In case you don’t frequent these ends too often (and if not, you makin’ me cry), I launched my YouTube channel around two months ago. I considered making videos for over a year but sharing that side of myself seemed far more daunting than hiding behind a keyboard when blogging.
With a fair few videos under my belt and more filmed and in the pipeline, I thought I would put together a very basic beginner’s guide to making videos. I am, of course, no expert and my content is far from perfect but there are a few things I’ve learnt along the way which could be useful to you!
This was a big deal for me before I launched my blog because I wanted my photos to be crisp and the best quality possible. I also wanted a camera that could film high quality video so opted for the blogger’s favourite, the Canon 600D. Although everyone told me it was a huge risk, I bought this from eBay for a fraction of the retail price and I have no regrets at all – it was in perfect condition and came in the box. Do your research when buying secondhand, there are some real bargains to be had! It has a flip out screen so is perfect for filming as you can see if you’re in shot and in focus – I would hate to film blind!
When choosing your camera, think about what you will really use it for. Kit with all sorts of fancy functions tend to be more expensive and it’s unlikely you’ll use all its features. I’ve used Canon cameras a lot in the past and have little criticism of them. I find Nikon’s a little slower and more fiddly, and of course you can always start off with the trusty iPhone given its great video quality.
If you’ve never been filmed before, try using your phone first to see how comfortable you feel before investing in some pricey kit. I did test shoots of myself talking through my CV just to see how I reacted to the camera – talking to a camera in an empty room is strange!
This is the bane of every blogger/YouTuber’s life, especially come winter (anyone else struggling already?!) Ring and box lights are far beyond my budget so I use the Amaran Halo Light – it slots on top of my Canon and you can control the light strength, as well as having half of a ring of light if preferred.
This has been a huge help for me and at £30 is the perfect tool when you’re starting out. When I’m filming, I tend to use it mounted on my camera, put my lamp on to the side out of shot and light a candle to inject as much light as possible. I also have a huge window behind my camera as natural light comes across best on camera.
Tripod and remote
There really isn’t any need for a fancy tripod but make sure it is substantial enough to support your camera – SLRs tend to be weighty so a cheap, flimsy thing make not be the safest for your kit. I use the Velbon DF-61 Tripod and it’s great. Another thing to note – check the height measurements when buying online. I managed to buy one that was just 50cm when fully opened that wasn’t too useful as I’m not an ant photographer.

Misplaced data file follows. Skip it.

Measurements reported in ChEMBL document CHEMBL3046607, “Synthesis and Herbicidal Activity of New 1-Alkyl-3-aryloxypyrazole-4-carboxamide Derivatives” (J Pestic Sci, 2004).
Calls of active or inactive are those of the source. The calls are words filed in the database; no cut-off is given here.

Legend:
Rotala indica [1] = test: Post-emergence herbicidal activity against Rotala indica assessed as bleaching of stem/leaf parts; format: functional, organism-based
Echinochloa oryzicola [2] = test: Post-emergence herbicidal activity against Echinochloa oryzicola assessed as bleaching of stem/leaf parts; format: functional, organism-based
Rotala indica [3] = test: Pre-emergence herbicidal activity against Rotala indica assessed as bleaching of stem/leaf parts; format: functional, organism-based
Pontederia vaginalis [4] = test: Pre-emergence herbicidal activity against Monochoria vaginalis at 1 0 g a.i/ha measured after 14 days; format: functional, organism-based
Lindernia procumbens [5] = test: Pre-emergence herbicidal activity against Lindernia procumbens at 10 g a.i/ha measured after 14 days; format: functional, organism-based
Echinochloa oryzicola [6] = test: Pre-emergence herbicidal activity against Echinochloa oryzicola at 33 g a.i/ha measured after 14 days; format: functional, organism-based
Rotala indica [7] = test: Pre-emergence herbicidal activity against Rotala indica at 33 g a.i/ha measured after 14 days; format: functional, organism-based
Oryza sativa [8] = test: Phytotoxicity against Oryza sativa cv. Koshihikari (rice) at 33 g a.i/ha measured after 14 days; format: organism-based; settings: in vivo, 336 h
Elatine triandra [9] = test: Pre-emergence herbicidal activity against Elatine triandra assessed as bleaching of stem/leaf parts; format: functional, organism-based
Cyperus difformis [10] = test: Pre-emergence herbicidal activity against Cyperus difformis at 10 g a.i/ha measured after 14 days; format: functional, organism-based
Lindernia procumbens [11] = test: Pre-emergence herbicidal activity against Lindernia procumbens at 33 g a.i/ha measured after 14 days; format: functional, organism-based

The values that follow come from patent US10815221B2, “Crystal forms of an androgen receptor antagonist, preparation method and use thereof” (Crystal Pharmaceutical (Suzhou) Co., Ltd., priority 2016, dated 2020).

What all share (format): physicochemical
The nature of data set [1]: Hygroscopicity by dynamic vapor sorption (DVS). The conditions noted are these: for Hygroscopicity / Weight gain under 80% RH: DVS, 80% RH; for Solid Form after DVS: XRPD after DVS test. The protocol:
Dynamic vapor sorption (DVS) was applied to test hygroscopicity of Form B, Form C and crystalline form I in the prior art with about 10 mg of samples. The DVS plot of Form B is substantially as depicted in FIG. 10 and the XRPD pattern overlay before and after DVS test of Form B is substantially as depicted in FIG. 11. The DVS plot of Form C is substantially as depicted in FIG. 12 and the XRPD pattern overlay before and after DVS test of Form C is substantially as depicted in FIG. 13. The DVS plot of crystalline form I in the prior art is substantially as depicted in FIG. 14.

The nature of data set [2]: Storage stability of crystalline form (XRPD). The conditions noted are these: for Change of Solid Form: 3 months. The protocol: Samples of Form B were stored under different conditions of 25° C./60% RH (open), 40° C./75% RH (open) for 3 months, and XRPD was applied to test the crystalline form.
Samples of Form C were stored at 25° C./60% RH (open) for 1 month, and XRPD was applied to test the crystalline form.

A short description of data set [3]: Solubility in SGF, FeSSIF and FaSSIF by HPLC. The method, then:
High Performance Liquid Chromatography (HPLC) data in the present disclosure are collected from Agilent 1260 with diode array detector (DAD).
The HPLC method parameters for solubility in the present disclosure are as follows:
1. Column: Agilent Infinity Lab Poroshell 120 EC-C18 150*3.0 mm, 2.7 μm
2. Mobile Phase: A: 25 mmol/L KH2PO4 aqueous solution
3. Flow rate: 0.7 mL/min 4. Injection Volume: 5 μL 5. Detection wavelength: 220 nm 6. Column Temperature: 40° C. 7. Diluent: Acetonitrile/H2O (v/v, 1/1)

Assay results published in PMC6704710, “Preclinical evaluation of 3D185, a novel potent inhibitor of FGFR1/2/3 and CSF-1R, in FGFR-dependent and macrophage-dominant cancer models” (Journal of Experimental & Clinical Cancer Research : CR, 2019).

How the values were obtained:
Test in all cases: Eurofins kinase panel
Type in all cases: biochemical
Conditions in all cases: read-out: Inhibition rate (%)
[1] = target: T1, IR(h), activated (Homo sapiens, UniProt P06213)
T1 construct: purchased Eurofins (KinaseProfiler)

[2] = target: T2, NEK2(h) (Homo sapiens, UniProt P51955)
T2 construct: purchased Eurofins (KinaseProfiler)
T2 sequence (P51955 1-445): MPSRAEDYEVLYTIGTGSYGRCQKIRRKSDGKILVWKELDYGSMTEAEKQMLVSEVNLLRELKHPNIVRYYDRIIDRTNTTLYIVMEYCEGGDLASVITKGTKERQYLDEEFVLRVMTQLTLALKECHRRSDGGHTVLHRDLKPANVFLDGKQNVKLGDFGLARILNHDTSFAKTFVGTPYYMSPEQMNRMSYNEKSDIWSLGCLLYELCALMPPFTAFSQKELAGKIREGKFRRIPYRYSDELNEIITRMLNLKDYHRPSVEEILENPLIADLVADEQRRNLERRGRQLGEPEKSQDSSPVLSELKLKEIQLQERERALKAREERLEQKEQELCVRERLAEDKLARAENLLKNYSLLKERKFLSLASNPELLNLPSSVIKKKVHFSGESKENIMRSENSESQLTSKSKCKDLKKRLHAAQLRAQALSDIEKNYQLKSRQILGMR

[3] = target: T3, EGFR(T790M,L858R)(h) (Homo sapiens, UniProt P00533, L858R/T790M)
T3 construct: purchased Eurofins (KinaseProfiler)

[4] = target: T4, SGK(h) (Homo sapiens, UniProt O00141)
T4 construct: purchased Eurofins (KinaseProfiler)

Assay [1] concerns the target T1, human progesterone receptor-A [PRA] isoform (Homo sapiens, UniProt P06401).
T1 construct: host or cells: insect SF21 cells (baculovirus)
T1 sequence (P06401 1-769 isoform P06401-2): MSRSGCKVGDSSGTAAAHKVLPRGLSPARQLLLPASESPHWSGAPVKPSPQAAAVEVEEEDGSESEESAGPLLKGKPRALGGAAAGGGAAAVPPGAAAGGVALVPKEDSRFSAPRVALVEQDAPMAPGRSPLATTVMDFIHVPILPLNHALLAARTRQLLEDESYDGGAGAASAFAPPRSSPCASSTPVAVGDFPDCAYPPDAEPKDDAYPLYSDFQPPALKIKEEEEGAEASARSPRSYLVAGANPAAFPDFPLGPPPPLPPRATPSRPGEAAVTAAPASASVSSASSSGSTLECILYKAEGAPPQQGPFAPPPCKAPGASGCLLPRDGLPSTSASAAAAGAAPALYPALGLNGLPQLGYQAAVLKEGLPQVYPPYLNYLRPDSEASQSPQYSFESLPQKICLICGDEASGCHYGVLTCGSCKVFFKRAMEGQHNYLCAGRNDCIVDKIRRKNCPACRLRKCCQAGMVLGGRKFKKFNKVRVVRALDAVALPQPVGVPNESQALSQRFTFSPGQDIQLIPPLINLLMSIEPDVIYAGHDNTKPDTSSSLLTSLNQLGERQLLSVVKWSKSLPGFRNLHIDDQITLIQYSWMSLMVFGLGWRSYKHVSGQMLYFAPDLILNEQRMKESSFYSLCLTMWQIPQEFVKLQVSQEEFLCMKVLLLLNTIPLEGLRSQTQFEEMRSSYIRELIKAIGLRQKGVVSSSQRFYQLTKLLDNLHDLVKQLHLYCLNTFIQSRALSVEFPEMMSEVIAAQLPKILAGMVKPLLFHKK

I also have a Canon RC-06 Remote Control that I could live without – it means you can control the focussing and shooting from your seat, huzzah!
There is a misconception that you need to splash out on fancy software to create good videos, but I don’t think that’s true at all. The content itself is what will make you successful and a decent edit just helps you along the way. I have a Macbook Pro and use iMovie to edit my content as it’s free and does the job. The more you use it the more you’ll learn new little tweaks to make your videos more visually appealing. I can’t imagine investing a few hundred pounds in some software while I’m producing videos for fun – it’s just not necessary!
This is very much to personal taste and dependent of what you’re reflecting in your content. My videos to date have been beauty and lifestyle based and I enjoy a clean background – my first few were me perched on the edge of a bed and I tried my best to make a nice, tidy background with soft furnishings like bed throws.
I’ve now invested in a stool (yes, really!) so I can sit in front of my chest of drawers and personalise the background a little – I like it to reflect my personality and real life so I use candles, magazines and my lip product-filled Muji drawers to add a personal touch.
This can take an absolute decade. When visiting my mum in Devon, it took over 400 minutes to upload a video!! If you’re blessed with a quick internet connection it should take around 30 minutes to an hour to upload and process. Make sure you take a still for your customised thumbnail too – the ones they pick for you are often as you are mid-talk or you look half asleep! Fill the description box with your social media and relevant blog links, as well as any other information linked to what you discussed in the video to give your audience a really well-rounded video experience!
So there we have it! An absolute BEAST of a post but hopefully of use to some of you! Let me know if you make videos and leave your links below so I can subscribe and please subscribe to my channel for new videos every Sunday!